Host will stay with Fox for future projects
After weeks of speculation about his future and Fox News’ commitment to him, controversial host Glenn Beck will give up his weekday perch on the channel by year’s end to focus on his other lucrative media ventures.
Beck’s announced departure comes as his afternoon program has faced ratings declines and advertiser defections, after the host made headlines for controversial statements and support of extreme ideological positions on a range of issues. Notably, even some prominent conservatives have expressed misgivings about Beck’s increasingly apocalyptic-sounding views.
Beck’s current Fox contract ends in December, and no replacement was announced. Beck and Fox News positioned his exit from the daily lineup as a “transition” for the personality, saying Fox would work with Beck’s Mercury Radio Arts production shingle on future TV and digital projects.
It was previously announced that Joel Cheatwood — Fox News’ senior veep of development, who has worked closely with Beck — will join Mercury Radio Arts later this month as exec veep and serve as a “liaison” for the shingle with Fox News.
Joining Fox just as President Obama took office in January 2009, Beck once appeared to be a leading light among Fox News personalities. His 5 p.m. ET program has averaged about 2.2 million viewers every weekday, per Nielsen data, which provided a strong lead-in to the Fox programs that followed.
Ratings, however, have dipped considerably in recent months. In addition, Beck stirred controversy by calling the president “a racist,” which triggered an orchestrated campaign that has cut into the advertising base for his program.
More recently, Beck’s on-air attack against billionaire George Soros — a well-known donor to Democrats, and a Holocaust survivor — unleashed charges of anti-Semitism from the group Jewish Funds for Justice, as did Beck’s characterization of Reform Judaism as “almost like radicalized Islam.” (Beck later apologized.)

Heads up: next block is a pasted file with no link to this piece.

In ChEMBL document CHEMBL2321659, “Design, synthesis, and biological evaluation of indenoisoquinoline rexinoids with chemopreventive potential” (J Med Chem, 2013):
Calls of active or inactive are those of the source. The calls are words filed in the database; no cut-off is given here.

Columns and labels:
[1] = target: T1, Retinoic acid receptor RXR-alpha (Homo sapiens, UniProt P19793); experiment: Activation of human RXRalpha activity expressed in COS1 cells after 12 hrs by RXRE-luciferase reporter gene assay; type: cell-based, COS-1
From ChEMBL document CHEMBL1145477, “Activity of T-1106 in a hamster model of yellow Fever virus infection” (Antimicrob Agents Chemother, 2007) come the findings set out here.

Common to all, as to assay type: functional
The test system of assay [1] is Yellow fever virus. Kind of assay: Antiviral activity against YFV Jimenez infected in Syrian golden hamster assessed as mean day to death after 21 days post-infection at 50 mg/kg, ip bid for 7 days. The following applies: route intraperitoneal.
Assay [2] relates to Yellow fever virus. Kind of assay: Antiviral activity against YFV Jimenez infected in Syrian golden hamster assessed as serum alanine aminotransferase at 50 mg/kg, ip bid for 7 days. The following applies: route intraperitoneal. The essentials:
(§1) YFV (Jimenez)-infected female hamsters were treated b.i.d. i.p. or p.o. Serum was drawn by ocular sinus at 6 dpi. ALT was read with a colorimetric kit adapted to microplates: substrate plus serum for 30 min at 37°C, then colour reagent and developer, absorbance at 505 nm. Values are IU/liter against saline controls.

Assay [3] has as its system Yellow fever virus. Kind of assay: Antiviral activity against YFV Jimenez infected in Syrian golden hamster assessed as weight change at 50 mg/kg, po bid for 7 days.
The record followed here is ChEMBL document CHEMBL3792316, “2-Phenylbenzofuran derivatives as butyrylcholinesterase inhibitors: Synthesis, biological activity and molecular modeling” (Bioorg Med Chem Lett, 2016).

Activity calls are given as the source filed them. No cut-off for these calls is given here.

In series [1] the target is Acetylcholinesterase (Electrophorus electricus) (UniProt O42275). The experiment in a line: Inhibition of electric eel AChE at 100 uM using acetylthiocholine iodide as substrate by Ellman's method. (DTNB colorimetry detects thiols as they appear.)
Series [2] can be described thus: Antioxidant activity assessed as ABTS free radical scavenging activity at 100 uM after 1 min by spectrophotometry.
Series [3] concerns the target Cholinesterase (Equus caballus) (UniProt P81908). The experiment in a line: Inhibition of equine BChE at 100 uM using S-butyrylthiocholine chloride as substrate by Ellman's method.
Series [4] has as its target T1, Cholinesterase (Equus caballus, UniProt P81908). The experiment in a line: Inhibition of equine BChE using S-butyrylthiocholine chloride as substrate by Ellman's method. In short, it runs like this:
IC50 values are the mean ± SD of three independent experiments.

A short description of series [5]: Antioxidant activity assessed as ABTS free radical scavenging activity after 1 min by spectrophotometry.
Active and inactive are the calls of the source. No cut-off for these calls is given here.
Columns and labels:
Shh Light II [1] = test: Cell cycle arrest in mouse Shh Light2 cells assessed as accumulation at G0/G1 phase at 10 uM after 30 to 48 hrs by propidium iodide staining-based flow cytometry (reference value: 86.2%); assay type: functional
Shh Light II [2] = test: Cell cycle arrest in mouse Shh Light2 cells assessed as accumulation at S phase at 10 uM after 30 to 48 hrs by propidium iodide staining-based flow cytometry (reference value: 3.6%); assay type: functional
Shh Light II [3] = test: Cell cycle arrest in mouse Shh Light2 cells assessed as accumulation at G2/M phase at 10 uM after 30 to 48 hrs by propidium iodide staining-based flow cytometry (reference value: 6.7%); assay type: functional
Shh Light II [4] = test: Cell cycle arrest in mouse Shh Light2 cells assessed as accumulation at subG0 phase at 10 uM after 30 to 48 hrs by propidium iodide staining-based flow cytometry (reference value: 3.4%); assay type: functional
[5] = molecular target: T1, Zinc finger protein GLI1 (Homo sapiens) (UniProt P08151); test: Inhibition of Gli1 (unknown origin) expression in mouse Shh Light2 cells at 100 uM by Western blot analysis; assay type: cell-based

Since its inception, Beck has used the Fox News platform to build businesses in other arenas, including his recently launched news website TheBlaze.com. Using his show as a base, he also orchestrated a Washington “Restoring Honor” event last summer that drew an estimated 100,000 attendees.
Now, “Glenn Beck” isn’t the host’s main source of income — between his radio contracts, live shows and publishing contracts, Beck’s $2 million-a-year contract with Fox News comprises a small percentage of the $32 million he made in 2009-10, according to Forbes, with books ($12 million) and radio ($10 million) accounting for the lion’s share.
Beck’s on-air statements have created friction for Fox News. Nevertheless, the channel and even top News Corp. management have generally stood behind him, insisting that his program was a formidable asset to the network despite the boycott campaign.
“Glenn Beck is a powerful communicator, a creative entrepreneur and a true success by anybody’s standards,” said Fox News chairman Roger Ailes. “I look forward to continuing to work with him.”
In the same release, Beck said “America owes a lot” to Ailes and Fox News, and said he was grateful for the lessons he’d learned from the Fox News CEO.
Beck addressed the issue of his pending exit on Wednesday’s program, comparing himself to Paul Revere.
“He got off his horse at some point and fought in the Revolution,” he said, adding, “I believe we’re heading into deep and treacherous waters. I will continue to tell the story … but I have other things to do.” But he also emphasized: “Fox is one of the only places you will find truth.”